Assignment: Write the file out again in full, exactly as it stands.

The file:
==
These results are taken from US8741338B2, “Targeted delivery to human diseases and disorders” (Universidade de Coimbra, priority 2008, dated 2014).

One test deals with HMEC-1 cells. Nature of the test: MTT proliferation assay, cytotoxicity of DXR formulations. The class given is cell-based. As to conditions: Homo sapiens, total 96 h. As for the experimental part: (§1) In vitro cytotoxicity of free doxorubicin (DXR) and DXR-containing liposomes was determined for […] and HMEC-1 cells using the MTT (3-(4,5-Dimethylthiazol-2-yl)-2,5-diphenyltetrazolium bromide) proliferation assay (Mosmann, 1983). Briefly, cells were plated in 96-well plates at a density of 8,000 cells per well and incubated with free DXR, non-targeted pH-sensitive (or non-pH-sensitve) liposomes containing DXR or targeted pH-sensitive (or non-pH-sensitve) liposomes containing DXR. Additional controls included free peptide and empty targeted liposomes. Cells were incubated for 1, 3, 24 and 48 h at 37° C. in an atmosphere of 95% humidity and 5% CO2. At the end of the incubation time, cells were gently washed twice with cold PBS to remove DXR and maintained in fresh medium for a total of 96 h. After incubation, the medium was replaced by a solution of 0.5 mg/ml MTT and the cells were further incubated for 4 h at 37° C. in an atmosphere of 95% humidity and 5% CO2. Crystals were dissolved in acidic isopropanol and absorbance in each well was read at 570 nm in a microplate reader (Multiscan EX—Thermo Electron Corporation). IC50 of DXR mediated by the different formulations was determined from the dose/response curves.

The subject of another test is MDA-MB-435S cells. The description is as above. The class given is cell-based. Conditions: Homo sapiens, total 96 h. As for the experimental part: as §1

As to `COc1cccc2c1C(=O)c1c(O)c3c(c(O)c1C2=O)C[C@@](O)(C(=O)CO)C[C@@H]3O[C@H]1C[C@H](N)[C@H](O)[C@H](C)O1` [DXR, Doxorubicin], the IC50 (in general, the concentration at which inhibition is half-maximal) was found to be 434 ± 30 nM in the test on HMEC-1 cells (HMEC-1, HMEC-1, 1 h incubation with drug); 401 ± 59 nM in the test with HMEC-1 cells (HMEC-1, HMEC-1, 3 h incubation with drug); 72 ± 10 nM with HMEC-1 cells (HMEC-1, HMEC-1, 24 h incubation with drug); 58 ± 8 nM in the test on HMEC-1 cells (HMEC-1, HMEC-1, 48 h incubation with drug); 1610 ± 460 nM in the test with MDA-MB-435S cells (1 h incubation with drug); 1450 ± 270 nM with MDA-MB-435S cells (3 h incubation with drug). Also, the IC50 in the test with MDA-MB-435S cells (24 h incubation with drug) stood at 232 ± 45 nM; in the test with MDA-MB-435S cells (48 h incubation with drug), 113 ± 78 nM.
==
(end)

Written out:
These results are taken from US8741338B2, “Targeted delivery to human diseases and disorders” (Universidade de Coimbra, priority 2008, dated 2014).

One test deals with HMEC-1 cells. Nature of the test: MTT proliferation assay, cytotoxicity of DXR formulations. The class given is cell-based. As to conditions: Homo sapiens, total 96 h. As for the experimental part: (§1) In vitro cytotoxicity of free doxorubicin (DXR) and DXR-containing liposomes was determined for […] and HMEC-1 cells using the MTT (3-(4,5-Dimethylthiazol-2-yl)-2,5-diphenyltetrazolium bromide) proliferation assay (Mosmann, 1983). Briefly, cells were plated in 96-well plates at a density of 8,000 cells per well and incubated with free DXR, non-targeted pH-sensitive (or non-pH-sensitve) liposomes containing DXR or targeted pH-sensitive (or non-pH-sensitve) liposomes containing DXR. Additional controls included free peptide and empty targeted liposomes. Cells were incubated for 1, 3, 24 and 48 h at 37° C. in an atmosphere of 95% humidity and 5% CO2. At the end of the incubation time, cells were gently washed twice with cold PBS to remove DXR and maintained in fresh medium for a total of 96 h. After incubation, the medium was replaced by a solution of 0.5 mg/ml MTT and the cells were further incubated for 4 h at 37° C. in an atmosphere of 95% humidity and 5% CO2. Crystals were dissolved in acidic isopropanol and absorbance in each well was read at 570 nm in a microplate reader (Multiscan EX—Thermo Electron Corporation). IC50 of DXR mediated by the different formulations was determined from the dose/response curves.

The subject of another test is MDA-MB-435S cells. The description is as above. The class given is cell-based. Conditions: Homo sapiens, total 96 h. As for the experimental part: as §1

As to `COc1cccc2c1C(=O)c1c(O)c3c(c(O)c1C2=O)C[C@@](O)(C(=O)CO)C[C@@H]3O[C@H]1C[C@H](N)[C@H](O)[C@H](C)O1` [DXR, Doxorubicin], the IC50 (in general, the concentration at which inhibition is half-maximal) was found to be 434 ± 30 nM in the test on HMEC-1 cells (HMEC-1, HMEC-1, 1 h incubation with drug); 401 ± 59 nM in the test with HMEC-1 cells (HMEC-1, HMEC-1, 3 h incubation with drug); 72 ± 10 nM with HMEC-1 cells (HMEC-1, HMEC-1, 24 h incubation with drug); 58 ± 8 nM in the test on HMEC-1 cells (HMEC-1, HMEC-1, 48 h incubation with drug); 1610 ± 460 nM in the test with MDA-MB-435S cells (1 h incubation with drug); 1450 ± 270 nM with MDA-MB-435S cells (3 h incubation with drug). Also, the IC50 in the test with MDA-MB-435S cells (24 h incubation with drug) stood at 232 ± 45 nM; in the test with MDA-MB-435S cells (48 h incubation with drug), 113 ± 78 nM.